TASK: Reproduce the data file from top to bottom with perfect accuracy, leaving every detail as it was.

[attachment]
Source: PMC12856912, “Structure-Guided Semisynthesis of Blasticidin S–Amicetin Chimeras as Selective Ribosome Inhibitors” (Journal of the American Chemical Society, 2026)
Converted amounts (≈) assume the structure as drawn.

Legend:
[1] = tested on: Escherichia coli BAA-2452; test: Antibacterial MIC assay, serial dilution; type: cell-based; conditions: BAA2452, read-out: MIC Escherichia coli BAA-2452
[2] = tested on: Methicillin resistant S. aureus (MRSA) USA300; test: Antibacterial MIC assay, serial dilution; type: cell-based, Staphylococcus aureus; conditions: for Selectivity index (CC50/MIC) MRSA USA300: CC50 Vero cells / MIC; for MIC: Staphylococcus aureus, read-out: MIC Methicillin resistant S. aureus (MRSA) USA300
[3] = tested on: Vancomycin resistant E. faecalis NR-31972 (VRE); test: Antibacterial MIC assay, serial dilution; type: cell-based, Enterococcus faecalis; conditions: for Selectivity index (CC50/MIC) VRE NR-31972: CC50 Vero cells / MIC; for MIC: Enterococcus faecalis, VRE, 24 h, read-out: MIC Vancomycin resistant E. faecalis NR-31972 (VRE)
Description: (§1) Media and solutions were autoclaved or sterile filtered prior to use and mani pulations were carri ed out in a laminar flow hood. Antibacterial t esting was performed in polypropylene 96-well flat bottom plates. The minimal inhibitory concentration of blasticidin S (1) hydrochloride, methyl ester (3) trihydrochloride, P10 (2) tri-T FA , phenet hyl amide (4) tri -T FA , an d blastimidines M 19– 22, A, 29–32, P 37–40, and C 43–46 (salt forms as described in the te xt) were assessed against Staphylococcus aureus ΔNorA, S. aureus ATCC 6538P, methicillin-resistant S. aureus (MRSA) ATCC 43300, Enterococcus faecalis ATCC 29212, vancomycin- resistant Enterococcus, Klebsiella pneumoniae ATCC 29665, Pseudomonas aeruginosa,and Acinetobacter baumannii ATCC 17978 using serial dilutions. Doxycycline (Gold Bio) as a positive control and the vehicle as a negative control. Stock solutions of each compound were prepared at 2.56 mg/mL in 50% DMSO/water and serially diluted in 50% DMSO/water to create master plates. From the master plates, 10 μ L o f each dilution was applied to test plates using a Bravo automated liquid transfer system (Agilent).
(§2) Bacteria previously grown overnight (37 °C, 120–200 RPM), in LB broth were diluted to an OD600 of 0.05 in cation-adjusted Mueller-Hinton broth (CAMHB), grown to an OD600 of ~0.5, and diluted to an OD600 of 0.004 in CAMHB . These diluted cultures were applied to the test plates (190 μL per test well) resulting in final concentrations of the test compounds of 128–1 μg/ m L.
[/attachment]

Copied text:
Source: PMC12856912, “Structure-Guided Semisynthesis of Blasticidin S–Amicetin Chimeras as Selective Ribosome Inhibitors” (Journal of the American Chemical Society, 2026)
Converted amounts (≈) assume the structure as drawn.

Legend:
[1] = tested on: Escherichia coli BAA-2452; test: Antibacterial MIC assay, serial dilution; type: cell-based; conditions: BAA2452, read-out: MIC Escherichia coli BAA-2452
[2] = tested on: Methicillin resistant S. aureus (MRSA) USA300; test: Antibacterial MIC assay, serial dilution; type: cell-based, Staphylococcus aureus; conditions: for Selectivity index (CC50/MIC) MRSA USA300: CC50 Vero cells / MIC; for MIC: Staphylococcus aureus, read-out: MIC Methicillin resistant S. aureus (MRSA) USA300
[3] = tested on: Vancomycin resistant E. faecalis NR-31972 (VRE); test: Antibacterial MIC assay, serial dilution; type: cell-based, Enterococcus faecalis; conditions: for Selectivity index (CC50/MIC) VRE NR-31972: CC50 Vero cells / MIC; for MIC: Enterococcus faecalis, VRE, 24 h, read-out: MIC Vancomycin resistant E. faecalis NR-31972 (VRE)
Description: (§1) Media and solutions were autoclaved or sterile filtered prior to use and mani pulations were carri ed out in a laminar flow hood. Antibacterial t esting was performed in polypropylene 96-well flat bottom plates. The minimal inhibitory concentration of blasticidin S (1) hydrochloride, methyl ester (3) trihydrochloride, P10 (2) tri-T FA , phenet hyl amide (4) tri -T FA , an d blastimidines M 19– 22, A, 29–32, P 37–40, and C 43–46 (salt forms as described in the te xt) were assessed against Staphylococcus aureus ΔNorA, S. aureus ATCC 6538P, methicillin-resistant S. aureus (MRSA) ATCC 43300, Enterococcus faecalis ATCC 29212, vancomycin- resistant Enterococcus, Klebsiella pneumoniae ATCC 29665, Pseudomonas aeruginosa,and Acinetobacter baumannii ATCC 17978 using serial dilutions. Doxycycline (Gold Bio) as a positive control and the vehicle as a negative control. Stock solutions of each compound were prepared at 2.56 mg/mL in 50% DMSO/water and serially diluted in 50% DMSO/water to create master plates. From the master plates, 10 μ L o f each dilution was applied to test plates using a Bravo automated liquid transfer system (Agilent).
(§2) Bacteria previously grown overnight (37 °C, 120–200 RPM), in LB broth were diluted to an OD600 of 0.05 in cation-adjusted Mueller-Hinton broth (CAMHB), grown to an OD600 of ~0.5, and diluted to an OD600 of 0.004 in CAMHB . These diluted cultures were applied to the test plates (190 μL per test well) resulting in final concentrations of the test compounds of 128–1 μg/ m L.